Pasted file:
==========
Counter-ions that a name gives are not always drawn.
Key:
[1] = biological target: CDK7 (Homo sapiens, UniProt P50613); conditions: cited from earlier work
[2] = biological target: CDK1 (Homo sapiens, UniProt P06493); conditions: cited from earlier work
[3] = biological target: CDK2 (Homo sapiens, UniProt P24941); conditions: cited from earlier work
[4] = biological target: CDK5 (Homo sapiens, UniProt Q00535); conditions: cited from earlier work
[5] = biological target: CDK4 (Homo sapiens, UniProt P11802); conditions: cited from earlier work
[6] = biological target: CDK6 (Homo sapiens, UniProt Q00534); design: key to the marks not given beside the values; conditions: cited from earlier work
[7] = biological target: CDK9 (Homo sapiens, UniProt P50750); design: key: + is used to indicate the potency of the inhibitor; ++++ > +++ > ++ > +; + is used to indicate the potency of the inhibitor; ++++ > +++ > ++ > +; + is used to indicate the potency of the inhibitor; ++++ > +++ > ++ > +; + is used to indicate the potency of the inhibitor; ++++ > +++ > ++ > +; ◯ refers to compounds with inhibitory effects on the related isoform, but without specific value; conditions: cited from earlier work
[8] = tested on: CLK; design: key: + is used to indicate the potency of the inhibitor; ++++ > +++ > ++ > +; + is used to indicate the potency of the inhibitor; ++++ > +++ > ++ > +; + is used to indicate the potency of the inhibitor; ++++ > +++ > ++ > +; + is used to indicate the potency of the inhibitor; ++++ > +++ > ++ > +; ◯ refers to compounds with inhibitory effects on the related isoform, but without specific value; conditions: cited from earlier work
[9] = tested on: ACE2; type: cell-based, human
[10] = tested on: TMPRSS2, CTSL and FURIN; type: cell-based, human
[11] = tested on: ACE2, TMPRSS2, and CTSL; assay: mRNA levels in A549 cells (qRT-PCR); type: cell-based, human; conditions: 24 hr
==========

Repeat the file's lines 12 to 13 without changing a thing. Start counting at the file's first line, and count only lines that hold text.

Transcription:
[10] = tested on: TMPRSS2, CTSL and FURIN; type: cell-based, human
[11] = tested on: ACE2, TMPRSS2, and CTSL; assay: mRNA levels in A549 cells (qRT-PCR); type: cell-based, human; conditions: 24 hr